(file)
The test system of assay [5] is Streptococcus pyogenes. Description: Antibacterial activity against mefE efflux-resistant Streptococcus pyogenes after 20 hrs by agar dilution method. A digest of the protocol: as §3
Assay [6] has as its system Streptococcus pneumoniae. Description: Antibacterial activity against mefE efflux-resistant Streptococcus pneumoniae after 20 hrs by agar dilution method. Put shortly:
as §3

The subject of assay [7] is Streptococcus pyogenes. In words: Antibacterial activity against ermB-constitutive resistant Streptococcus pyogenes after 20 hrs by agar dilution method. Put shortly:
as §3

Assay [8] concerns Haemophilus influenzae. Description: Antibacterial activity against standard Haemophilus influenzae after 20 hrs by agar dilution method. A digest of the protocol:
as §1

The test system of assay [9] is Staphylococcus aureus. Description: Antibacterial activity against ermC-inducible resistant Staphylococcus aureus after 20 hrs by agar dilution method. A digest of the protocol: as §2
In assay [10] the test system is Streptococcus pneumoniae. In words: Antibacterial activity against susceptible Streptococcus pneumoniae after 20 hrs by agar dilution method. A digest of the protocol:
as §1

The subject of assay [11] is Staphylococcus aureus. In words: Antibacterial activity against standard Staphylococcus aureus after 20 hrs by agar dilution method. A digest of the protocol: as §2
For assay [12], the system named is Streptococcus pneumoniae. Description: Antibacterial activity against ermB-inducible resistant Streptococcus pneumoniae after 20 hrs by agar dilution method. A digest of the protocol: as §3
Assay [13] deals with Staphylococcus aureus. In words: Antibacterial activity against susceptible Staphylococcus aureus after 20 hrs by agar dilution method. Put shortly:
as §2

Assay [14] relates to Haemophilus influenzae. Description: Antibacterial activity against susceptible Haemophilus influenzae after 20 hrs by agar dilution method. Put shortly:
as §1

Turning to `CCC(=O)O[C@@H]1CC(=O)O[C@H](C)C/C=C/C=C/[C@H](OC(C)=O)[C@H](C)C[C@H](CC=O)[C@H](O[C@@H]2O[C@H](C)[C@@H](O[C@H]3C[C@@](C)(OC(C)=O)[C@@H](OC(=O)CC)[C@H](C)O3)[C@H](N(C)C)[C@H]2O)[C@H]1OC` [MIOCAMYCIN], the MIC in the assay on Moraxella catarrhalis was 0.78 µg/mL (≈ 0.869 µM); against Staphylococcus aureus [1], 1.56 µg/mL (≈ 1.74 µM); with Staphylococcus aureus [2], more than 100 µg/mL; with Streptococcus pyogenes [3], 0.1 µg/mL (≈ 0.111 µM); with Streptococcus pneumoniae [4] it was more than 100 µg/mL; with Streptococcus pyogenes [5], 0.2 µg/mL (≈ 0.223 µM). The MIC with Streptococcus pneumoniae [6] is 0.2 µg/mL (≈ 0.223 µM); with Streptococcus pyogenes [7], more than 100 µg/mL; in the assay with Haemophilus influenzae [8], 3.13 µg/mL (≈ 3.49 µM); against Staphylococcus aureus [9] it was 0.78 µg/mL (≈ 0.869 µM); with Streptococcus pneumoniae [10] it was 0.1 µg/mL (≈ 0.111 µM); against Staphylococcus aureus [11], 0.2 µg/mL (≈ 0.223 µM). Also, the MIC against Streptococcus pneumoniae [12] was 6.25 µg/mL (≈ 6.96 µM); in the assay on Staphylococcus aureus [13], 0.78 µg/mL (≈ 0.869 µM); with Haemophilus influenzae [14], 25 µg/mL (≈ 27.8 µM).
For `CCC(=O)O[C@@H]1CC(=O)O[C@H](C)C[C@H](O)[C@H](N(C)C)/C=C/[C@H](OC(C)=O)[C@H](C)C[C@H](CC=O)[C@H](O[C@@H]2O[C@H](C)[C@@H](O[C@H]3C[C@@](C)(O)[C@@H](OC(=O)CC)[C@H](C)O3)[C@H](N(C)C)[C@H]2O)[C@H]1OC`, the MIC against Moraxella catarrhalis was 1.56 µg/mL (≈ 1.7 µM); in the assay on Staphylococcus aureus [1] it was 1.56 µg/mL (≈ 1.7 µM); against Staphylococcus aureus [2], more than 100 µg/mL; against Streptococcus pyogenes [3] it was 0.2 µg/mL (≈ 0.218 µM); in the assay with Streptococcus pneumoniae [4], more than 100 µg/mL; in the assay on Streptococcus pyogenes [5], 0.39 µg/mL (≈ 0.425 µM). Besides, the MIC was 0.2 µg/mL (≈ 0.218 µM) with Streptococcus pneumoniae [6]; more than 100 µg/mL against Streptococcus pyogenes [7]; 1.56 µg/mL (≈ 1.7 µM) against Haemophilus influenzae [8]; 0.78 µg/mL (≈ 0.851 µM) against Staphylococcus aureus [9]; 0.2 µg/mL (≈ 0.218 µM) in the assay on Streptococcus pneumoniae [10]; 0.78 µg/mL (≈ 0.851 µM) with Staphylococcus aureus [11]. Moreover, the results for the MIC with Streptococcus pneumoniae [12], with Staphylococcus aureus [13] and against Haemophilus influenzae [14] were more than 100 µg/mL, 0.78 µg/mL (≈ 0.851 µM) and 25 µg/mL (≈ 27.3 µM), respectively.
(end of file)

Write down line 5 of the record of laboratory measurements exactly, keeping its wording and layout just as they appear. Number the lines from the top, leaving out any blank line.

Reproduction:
as §3